Everyone in Harmony: How a barbershop quartet club might hold the key to world peace
OC and Rupert didn’t want to change the world; they just wanted to spend an evening singing with some friends. But what began on a lark as a quaint hobby became a music revivalist tradition, evolved into a legitimate musical art form, and is now a dynamic force for changing lives throughout the world.
The Barbershop Harmony Society, founded in 1938 as the Society for the Preservation and Encouragement of Barber Shop Quartet Singing in America, still holds at its core the joy of ringing a few chords together. The face of the Society today, though, is much different today. What had been a club for middle-aged, predominantly white men now actively welcomes all people: men and women, young and old, of increasingly diverse backgrounds and beliefs, united in a love of harmony
Early Years: a social club that sings
It was a stormy March night in 1938, when Tulsa tax attorney Owen C. Cash found himself stranded overnight in Kansas City trip by rainstorms that had closed the airport. OC ran into a fellow stranded Tulsan, investment banker Rupert I. Hall, in the lobby of the Muehlebach Hotel. Striking up a few juicy chords (after tipping a bellman to help them find a few more singers), the men bemoaned the decline of that all-American institution, the barbershop quartet. Upon their return home, they penned a humorous letter to friends, stating:
"In this age of dictators and government control of everything, about the only privilege guaranteed by the Bill of Rights not in some way supervised or directed is the art of barbershop quartet singing. Without a doubt, we still have the right of peaceable assembly, which, we are advised by competent legal authority, includes quartet singing.
"The writers have, for a long time, thought that something should be done to encourage the enjoyment of this last remaining vestige of human liberty. Therefore, we have decided to hold a songfest on the roof garden of the Tulsa Club on Monday, April 11, 1938, at 6:30 p.m."
Twenty-six men attended that first rooftop meeting, and their numbers swelled rapidly in subsequent meetings. At the third gathering, more than 150 harmonizers raised such a sound that traffic stopped on the street below. A reporter for the Tulsa Daily World chanced to pass by the scene, sensed a good story, and put the story on the national news wires. The lengthy original name and initials (SPEBSQSA)—founder Cash's way of poking fun at the New Deal's "alphabet soup" of initialed government agencies—captured the imagination of readers coast to coast, and inquiries came pouring in. Membership grew to more than 2,000 men in that first year, and the Society held its first convention and national contest the following year.
From that whimsical start, the Barbershop Harmony Society grew quickly in the post-war years, and for the next 75 years expanded in musical ability, reach, and a rich tradition mixed equally of great music, great fellowship, and a cheery mission to “Keep the Whole World Singing.”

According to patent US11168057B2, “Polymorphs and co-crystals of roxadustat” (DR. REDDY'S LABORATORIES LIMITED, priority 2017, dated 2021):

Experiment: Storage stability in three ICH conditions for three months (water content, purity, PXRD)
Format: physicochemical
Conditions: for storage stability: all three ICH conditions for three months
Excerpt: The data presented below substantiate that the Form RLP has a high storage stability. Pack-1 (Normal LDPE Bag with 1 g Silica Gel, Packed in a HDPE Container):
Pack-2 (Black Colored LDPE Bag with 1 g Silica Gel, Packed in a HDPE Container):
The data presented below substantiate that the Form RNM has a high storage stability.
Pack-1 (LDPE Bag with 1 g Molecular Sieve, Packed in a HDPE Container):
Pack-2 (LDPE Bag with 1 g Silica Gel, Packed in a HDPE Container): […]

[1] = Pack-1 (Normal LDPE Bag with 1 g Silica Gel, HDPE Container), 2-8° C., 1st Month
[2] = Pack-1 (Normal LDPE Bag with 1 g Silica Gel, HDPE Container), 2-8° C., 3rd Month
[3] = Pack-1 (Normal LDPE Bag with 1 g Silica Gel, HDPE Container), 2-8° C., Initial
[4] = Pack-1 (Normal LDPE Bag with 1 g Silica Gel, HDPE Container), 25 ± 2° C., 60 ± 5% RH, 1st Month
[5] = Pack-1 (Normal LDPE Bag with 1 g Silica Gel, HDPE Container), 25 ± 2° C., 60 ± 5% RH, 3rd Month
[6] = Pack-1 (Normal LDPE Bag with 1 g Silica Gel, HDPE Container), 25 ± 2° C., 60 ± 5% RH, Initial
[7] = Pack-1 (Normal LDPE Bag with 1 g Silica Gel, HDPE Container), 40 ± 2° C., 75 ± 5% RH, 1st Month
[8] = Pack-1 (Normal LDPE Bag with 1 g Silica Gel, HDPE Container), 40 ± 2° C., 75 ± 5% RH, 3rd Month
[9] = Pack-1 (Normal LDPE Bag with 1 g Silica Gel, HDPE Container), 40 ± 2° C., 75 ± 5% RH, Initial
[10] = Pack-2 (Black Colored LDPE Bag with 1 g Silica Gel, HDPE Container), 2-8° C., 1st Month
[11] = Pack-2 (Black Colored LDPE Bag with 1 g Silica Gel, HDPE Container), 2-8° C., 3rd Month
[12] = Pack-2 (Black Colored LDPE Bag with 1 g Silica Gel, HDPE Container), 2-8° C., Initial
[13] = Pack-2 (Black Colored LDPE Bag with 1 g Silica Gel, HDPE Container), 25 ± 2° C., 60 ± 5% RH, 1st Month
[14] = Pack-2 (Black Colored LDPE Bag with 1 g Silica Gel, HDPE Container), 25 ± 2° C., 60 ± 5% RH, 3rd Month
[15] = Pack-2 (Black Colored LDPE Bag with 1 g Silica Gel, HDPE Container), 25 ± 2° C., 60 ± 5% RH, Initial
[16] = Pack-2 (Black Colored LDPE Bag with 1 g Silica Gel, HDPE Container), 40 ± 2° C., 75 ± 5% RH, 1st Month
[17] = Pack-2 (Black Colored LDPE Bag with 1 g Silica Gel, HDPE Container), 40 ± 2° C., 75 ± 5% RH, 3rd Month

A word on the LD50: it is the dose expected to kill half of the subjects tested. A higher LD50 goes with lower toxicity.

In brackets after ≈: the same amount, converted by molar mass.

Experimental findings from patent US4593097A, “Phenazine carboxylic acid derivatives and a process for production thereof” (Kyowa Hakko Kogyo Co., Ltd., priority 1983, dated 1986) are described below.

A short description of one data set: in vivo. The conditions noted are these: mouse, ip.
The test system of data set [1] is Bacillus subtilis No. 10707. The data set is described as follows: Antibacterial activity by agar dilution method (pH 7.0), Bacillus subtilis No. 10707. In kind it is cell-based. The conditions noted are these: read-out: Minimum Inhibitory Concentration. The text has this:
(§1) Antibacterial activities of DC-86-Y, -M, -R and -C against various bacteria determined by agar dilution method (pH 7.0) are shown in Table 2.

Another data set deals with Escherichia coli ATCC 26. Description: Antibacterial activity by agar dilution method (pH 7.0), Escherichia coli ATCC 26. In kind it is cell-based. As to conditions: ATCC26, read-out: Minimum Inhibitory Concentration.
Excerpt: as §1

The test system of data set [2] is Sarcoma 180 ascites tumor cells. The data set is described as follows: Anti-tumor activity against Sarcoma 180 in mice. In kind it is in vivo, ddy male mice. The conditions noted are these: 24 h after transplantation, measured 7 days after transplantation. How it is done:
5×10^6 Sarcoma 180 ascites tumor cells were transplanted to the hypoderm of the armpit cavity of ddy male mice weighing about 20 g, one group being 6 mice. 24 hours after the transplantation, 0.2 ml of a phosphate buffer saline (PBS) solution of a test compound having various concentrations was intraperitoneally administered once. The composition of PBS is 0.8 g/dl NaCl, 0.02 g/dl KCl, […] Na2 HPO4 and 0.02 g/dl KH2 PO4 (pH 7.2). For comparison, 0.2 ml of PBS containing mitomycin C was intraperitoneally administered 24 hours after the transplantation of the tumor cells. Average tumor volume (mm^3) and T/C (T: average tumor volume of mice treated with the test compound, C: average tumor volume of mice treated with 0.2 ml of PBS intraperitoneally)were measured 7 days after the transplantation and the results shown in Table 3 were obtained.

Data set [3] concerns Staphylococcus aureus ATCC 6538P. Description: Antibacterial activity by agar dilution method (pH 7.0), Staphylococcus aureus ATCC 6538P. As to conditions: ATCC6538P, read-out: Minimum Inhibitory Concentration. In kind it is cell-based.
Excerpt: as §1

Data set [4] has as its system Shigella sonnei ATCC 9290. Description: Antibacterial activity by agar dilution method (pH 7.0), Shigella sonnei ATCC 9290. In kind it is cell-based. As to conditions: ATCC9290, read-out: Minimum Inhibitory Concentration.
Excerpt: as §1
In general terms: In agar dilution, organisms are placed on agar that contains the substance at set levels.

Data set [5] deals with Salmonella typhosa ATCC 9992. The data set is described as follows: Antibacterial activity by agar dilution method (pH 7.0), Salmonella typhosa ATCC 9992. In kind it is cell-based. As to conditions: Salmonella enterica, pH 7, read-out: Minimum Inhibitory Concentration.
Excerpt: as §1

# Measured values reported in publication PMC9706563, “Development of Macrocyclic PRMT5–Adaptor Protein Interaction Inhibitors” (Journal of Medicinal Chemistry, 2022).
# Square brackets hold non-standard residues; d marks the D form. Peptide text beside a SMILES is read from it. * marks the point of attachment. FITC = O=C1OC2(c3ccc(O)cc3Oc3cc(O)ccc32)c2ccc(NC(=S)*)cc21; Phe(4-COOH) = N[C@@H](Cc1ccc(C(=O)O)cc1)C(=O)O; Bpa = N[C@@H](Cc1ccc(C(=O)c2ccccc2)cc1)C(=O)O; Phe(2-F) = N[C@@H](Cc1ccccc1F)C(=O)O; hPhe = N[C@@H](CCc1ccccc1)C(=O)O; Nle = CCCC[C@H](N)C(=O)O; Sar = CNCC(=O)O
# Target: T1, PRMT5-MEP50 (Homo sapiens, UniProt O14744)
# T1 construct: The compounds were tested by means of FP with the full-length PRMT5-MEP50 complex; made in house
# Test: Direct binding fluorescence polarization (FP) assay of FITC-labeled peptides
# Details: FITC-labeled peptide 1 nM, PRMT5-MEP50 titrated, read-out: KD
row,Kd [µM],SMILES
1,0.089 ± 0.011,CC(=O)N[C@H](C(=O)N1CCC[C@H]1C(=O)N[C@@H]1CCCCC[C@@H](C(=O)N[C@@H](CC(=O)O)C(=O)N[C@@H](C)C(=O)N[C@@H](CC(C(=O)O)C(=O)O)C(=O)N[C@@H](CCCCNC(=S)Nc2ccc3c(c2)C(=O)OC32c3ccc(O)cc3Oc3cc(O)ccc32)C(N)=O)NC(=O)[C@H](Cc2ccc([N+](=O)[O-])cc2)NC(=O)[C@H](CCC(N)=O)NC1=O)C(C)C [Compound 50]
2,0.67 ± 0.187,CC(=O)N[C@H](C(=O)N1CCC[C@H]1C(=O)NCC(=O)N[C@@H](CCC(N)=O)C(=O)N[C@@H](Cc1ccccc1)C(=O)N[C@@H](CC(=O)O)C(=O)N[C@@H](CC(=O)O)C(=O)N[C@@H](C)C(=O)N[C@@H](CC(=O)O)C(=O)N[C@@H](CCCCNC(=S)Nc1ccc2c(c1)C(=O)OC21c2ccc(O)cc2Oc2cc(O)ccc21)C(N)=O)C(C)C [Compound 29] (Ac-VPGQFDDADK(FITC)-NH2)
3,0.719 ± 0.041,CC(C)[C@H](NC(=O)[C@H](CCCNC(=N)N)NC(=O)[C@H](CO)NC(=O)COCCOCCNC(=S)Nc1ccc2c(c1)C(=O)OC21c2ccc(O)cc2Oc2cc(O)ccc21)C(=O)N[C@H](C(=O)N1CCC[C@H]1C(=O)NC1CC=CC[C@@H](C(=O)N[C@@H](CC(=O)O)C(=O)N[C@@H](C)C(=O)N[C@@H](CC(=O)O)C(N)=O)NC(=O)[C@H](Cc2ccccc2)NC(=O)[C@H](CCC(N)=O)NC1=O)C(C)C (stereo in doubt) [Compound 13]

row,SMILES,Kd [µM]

Making an impact on communities
A maturing sense of purpose and mission in the new millennium led to a comprehensive strategic study, culminating in key insights that the Barbershop Harmony Society is uniquely positioned to make a difference in the world, thanks to its deeply committed members, unique culture, and passion for sharing music with others.
Everyone in Harmony, the Strategic Vision adopted in 2017, calls for the Society to be radically inclusive. Everyone means EVERYONE -- men and women, young and old, of every background, every race, every sexual orientation, every political opinion or spiritual belief. Every person who loves to harmonize has a place in the barbershop family.
Membership was extended to admit women in June 2018, and an expanded range of membership experiences, ensembles and chapter offerings are currently developing. Barbershop continues to evolve, with ensembles of mixed voices gaining interest, alongside all-men and all-women’s groups.
Reaching everyone means making sure the love of singing is supported from early years, which is why the Society has for decades partnered with music education organizations to support choral music educators in the classroom, and by way of scholarships to Harmony University. A vibrant Next Generation Barbershop program reaches hundreds of thousands of students each year through clinics and festivals.
Harmony Foundation International, the Society's official charity, funds more than $1 million annually in programming at all levels that support community singing and music education.
Barbershoppers actively support community service projects and local charities, and contribute many man-hours singing for churches, schools, and hospitals. In addition, most of the organization's chapters stage at least one annual show, bringing featured quartets and choruses to the community.